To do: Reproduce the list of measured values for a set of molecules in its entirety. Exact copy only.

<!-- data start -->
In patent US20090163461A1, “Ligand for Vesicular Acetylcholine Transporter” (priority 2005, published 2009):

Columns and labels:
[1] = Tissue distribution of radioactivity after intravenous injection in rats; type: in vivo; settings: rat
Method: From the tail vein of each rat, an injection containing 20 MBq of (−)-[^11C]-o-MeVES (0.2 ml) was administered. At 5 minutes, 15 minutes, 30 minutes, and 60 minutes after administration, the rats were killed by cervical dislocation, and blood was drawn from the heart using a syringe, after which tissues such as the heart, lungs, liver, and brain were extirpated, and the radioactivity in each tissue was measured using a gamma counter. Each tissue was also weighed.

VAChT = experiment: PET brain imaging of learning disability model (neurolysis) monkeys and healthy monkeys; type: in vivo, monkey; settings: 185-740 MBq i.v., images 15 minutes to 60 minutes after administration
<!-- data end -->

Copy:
In patent US20090163461A1, “Ligand for Vesicular Acetylcholine Transporter” (priority 2005, published 2009):

Columns and labels:
[1] = Tissue distribution of radioactivity after intravenous injection in rats; type: in vivo; settings: rat
Method: From the tail vein of each rat, an injection containing 20 MBq of (−)-[^11C]-o-MeVES (0.2 ml) was administered. At 5 minutes, 15 minutes, 30 minutes, and 60 minutes after administration, the rats were killed by cervical dislocation, and blood was drawn from the heart using a syringe, after which tissues such as the heart, lungs, liver, and brain were extirpated, and the radioactivity in each tissue was measured using a gamma counter. Each tissue was also weighed.

VAChT = experiment: PET brain imaging of learning disability model (neurolysis) monkeys and healthy monkeys; type: in vivo, monkey; settings: 185-740 MBq i.v., images 15 minutes to 60 minutes after administration